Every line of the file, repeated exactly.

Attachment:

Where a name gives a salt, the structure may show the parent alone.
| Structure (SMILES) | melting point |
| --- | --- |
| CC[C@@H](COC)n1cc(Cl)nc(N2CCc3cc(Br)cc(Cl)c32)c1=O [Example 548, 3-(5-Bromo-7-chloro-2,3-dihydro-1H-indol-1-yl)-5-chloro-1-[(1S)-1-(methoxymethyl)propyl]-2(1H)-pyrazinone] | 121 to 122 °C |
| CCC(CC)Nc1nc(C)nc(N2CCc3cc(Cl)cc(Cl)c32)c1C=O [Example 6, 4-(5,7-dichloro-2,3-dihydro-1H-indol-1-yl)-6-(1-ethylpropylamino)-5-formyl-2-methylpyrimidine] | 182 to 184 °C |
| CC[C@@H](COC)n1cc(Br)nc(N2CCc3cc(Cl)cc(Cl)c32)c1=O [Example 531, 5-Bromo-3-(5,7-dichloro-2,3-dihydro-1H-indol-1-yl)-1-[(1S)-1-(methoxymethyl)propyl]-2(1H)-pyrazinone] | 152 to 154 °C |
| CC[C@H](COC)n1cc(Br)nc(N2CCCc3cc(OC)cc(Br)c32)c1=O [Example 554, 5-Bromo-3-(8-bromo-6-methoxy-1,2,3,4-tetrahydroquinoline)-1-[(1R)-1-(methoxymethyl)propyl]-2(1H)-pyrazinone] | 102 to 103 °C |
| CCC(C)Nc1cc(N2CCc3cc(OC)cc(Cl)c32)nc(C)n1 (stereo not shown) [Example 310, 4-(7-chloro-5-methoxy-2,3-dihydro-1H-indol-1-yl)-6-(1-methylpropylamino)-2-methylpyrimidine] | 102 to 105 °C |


Where a name gives a salt, the structure may show the parent alone.
| Structure (SMILES) | melting point |
| --- | --- |
| CC[C@@H](COC)n1cc(Cl)nc(N2CCc3cc(Br)cc(Cl)c32)c1=O [Example 548, 3-(5-Bromo-7-chloro-2,3-dihydro-1H-indol-1-yl)-5-chloro-1-[(1S)-1-(methoxymethyl)propyl]-2(1H)-pyrazinone] | 121 to 122 °C |
| CCC(CC)Nc1nc(C)nc(N2CCc3cc(Cl)cc(Cl)c32)c1C=O [Example 6, 4-(5,7-dichloro-2,3-dihydro-1H-indol-1-yl)-6-(1-ethylpropylamino)-5-formyl-2-methylpyrimidine] | 182 to 184 °C |
| CC[C@@H](COC)n1cc(Br)nc(N2CCc3cc(Cl)cc(Cl)c32)c1=O [Example 531, 5-Bromo-3-(5,7-dichloro-2,3-dihydro-1H-indol-1-yl)-1-[(1S)-1-(methoxymethyl)propyl]-2(1H)-pyrazinone] | 152 to 154 °C |
| CC[C@H](COC)n1cc(Br)nc(N2CCCc3cc(OC)cc(Br)c32)c1=O [Example 554, 5-Bromo-3-(8-bromo-6-methoxy-1,2,3,4-tetrahydroquinoline)-1-[(1R)-1-(methoxymethyl)propyl]-2(1H)-pyrazinone] | 102 to 103 °C |
| CCC(C)Nc1cc(N2CCc3cc(OC)cc(Cl)c32)nc(C)n1 (stereo not shown) [Example 310, 4-(7-chloro-5-methoxy-2,3-dihydro-1H-indol-1-yl)-6-(1-methylpropylamino)-2-methylpyrimidine] | 102 to 105 °C |